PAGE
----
...wait, it's 2012, not 1967. Anyways, "Do it Again" is a slow, measured tune drenched in reverb and perfect for nodding out to. "Death Song" somehow manages to mix Nick Cave-esque vocals with instrumentation BrianJonesTownMassacre wouldn't sneeze at (or mebbe they would, but Janitors would withstand that particular exhalation). The bridge is a vicious drums-n-guitar duel that segues into a bright new day, like when ya sober up and start drinking again immediately after recovering from those pills ya just took.

"Coming Down" is a note-perfect morning-after jam. The thudding drums and scratchy, geometric riffing sounds like I usually do after a night spent drinking Olympia beer and arguing with friends about the relative merits of percocets over valiums. That is, vomitrocious and still, somehow, witty enough to catch yr attention, boppers.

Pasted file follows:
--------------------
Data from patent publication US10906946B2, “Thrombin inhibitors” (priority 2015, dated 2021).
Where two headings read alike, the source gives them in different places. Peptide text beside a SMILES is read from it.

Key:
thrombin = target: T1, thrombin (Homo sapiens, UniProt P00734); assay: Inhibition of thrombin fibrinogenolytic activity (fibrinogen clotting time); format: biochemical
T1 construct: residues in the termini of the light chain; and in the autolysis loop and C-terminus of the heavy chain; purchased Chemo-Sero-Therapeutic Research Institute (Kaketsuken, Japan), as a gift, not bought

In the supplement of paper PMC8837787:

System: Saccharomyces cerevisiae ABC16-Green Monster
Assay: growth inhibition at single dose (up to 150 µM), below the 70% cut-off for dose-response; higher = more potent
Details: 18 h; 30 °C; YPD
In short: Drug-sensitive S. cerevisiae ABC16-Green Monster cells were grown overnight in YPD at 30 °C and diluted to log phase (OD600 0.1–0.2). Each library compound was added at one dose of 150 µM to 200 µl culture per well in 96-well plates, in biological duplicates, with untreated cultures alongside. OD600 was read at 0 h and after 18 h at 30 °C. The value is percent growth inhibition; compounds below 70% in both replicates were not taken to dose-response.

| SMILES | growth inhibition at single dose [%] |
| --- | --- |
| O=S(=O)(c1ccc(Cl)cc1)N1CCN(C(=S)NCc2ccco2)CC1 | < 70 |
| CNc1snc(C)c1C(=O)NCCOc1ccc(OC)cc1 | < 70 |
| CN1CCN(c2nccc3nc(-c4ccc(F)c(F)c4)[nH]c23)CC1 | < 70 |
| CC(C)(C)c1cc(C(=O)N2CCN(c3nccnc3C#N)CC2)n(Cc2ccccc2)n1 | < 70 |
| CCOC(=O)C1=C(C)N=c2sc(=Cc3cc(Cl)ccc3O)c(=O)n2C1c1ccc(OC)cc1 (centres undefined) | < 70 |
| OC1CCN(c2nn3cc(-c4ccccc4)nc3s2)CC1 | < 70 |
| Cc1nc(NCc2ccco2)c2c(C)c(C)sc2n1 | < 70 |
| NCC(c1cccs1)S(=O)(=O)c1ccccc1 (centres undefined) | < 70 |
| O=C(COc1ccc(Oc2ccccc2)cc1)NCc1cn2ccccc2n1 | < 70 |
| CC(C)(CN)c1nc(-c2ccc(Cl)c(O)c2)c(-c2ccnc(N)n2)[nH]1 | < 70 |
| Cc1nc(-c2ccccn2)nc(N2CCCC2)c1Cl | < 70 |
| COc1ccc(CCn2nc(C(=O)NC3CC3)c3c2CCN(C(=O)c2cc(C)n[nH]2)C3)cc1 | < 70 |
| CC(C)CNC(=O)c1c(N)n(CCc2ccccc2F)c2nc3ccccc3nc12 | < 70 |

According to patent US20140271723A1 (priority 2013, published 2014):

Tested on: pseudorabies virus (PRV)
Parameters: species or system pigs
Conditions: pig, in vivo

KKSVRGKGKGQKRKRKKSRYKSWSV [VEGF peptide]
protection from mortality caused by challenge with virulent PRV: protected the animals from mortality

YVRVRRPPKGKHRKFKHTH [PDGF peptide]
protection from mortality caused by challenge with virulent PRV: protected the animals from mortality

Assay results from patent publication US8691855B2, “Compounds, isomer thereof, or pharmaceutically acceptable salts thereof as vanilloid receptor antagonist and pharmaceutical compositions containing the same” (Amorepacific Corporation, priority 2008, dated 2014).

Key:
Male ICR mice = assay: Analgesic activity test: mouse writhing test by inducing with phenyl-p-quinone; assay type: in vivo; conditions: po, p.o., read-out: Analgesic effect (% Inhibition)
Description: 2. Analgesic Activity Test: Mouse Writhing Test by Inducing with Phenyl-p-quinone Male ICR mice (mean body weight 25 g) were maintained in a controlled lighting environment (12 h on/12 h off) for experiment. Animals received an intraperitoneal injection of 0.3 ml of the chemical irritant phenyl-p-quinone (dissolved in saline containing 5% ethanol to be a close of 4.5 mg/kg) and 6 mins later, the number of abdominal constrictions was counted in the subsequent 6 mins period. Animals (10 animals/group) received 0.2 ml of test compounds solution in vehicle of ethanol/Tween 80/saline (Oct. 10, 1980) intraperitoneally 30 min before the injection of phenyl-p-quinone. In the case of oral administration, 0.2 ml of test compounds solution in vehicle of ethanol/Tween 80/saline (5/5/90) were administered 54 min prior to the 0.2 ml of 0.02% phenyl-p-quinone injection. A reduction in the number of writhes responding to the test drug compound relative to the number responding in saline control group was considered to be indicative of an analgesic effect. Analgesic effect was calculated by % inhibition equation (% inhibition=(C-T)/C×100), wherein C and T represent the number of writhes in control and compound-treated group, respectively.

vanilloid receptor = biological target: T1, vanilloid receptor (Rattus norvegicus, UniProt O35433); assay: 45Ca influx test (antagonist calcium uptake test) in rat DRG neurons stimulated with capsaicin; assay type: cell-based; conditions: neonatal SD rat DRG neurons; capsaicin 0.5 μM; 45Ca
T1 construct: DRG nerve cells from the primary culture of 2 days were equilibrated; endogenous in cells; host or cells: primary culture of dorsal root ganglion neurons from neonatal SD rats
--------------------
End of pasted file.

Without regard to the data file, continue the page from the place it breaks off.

In case you haven't noticed, I both like The Janitors and prefer to describe their music in non-musical terms. Deal with it. If you enjoy effects-laden, blues-croon driven, neopsych space oddities, you'll like The Janitors.

Listen here. Buy here.

Rosenkopf-Dispiritualized CS (2011)

As most of you know, cold wave, deathpunk, and all things vaguely cold, melancholic, chilly, and synth'd to the nines is in vogue these days. Most bands stripmining the early 1980s for stolen sounds go straight for Joy Div, Brigade Internationale, Chromagain, and such Eurosounds for "inspiration." The result is pretty hit or miss.

Lately, however, some bands have started stripmining American stylings such as WaxTrax et. al. for said inspiration, and Rosenkopf does it pretty well. "Dispiritualized" offers four tracks of synth-heavy, glacial misery. "Burning Spirits" is built around monotonously fixating synth lines and handclaps, with echoy, reverbed howls; the live mix is even more agonizing. "Heed" is similarly numbing, in the way that too many nights spent chainsmoking and staring meditatively at David Lynch movies is.